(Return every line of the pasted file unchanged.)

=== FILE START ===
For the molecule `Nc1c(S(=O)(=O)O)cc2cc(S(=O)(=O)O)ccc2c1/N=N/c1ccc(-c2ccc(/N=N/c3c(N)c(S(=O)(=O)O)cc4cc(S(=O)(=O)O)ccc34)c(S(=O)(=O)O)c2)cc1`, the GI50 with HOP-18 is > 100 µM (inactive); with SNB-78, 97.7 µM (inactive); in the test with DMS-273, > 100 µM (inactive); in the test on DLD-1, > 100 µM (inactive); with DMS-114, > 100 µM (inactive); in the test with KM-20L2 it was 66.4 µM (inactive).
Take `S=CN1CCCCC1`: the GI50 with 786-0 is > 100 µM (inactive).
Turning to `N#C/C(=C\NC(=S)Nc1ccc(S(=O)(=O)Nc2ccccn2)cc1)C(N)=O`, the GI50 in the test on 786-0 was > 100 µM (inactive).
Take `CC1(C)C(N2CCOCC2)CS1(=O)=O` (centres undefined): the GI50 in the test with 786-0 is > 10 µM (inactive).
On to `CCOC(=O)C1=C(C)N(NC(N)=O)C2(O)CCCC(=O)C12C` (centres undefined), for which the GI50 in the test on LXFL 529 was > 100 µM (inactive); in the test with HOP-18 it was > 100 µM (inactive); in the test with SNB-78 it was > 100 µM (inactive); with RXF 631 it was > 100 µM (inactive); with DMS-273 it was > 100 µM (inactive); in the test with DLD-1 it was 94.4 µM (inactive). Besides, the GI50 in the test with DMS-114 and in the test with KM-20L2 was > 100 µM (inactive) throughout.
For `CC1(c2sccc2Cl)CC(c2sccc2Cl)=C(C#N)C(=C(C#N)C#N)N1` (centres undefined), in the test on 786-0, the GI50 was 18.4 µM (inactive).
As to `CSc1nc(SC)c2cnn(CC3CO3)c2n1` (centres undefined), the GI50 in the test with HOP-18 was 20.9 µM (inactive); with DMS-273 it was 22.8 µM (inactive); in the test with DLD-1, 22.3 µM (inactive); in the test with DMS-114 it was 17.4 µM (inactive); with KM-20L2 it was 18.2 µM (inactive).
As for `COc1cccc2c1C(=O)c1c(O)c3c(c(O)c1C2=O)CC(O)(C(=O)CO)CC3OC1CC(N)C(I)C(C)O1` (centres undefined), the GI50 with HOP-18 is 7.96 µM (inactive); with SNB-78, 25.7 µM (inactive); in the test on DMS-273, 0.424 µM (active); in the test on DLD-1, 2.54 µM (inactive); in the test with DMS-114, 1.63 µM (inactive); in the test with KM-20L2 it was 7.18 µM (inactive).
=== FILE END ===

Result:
For the molecule `Nc1c(S(=O)(=O)O)cc2cc(S(=O)(=O)O)ccc2c1/N=N/c1ccc(-c2ccc(/N=N/c3c(N)c(S(=O)(=O)O)cc4cc(S(=O)(=O)O)ccc34)c(S(=O)(=O)O)c2)cc1`, the GI50 with HOP-18 is > 100 µM (inactive); with SNB-78, 97.7 µM (inactive); in the test with DMS-273, > 100 µM (inactive); in the test on DLD-1, > 100 µM (inactive); with DMS-114, > 100 µM (inactive); in the test with KM-20L2 it was 66.4 µM (inactive).
Take `S=CN1CCCCC1`: the GI50 with 786-0 is > 100 µM (inactive).
Turning to `N#C/C(=C\NC(=S)Nc1ccc(S(=O)(=O)Nc2ccccn2)cc1)C(N)=O`, the GI50 in the test on 786-0 was > 100 µM (inactive).
Take `CC1(C)C(N2CCOCC2)CS1(=O)=O` (centres undefined): the GI50 in the test with 786-0 is > 10 µM (inactive).
On to `CCOC(=O)C1=C(C)N(NC(N)=O)C2(O)CCCC(=O)C12C` (centres undefined), for which the GI50 in the test on LXFL 529 was > 100 µM (inactive); in the test with HOP-18 it was > 100 µM (inactive); in the test with SNB-78 it was > 100 µM (inactive); with RXF 631 it was > 100 µM (inactive); with DMS-273 it was > 100 µM (inactive); in the test with DLD-1 it was 94.4 µM (inactive). Besides, the GI50 in the test with DMS-114 and in the test with KM-20L2 was > 100 µM (inactive) throughout.
For `CC1(c2sccc2Cl)CC(c2sccc2Cl)=C(C#N)C(=C(C#N)C#N)N1` (centres undefined), in the test on 786-0, the GI50 was 18.4 µM (inactive).
As to `CSc1nc(SC)c2cnn(CC3CO3)c2n1` (centres undefined), the GI50 in the test with HOP-18 was 20.9 µM (inactive); with DMS-273 it was 22.8 µM (inactive); in the test with DLD-1, 22.3 µM (inactive); in the test with DMS-114 it was 17.4 µM (inactive); with KM-20L2 it was 18.2 µM (inactive).
As for `COc1cccc2c1C(=O)c1c(O)c3c(c(O)c1C2=O)CC(O)(C(=O)CO)CC3OC1CC(N)C(I)C(C)O1` (centres undefined), the GI50 with HOP-18 is 7.96 µM (inactive); with SNB-78, 25.7 µM (inactive); in the test on DMS-273, 0.424 µM (active); in the test on DLD-1, 2.54 µM (inactive); in the test with DMS-114, 1.63 µM (inactive); in the test with KM-20L2 it was 7.18 µM (inactive).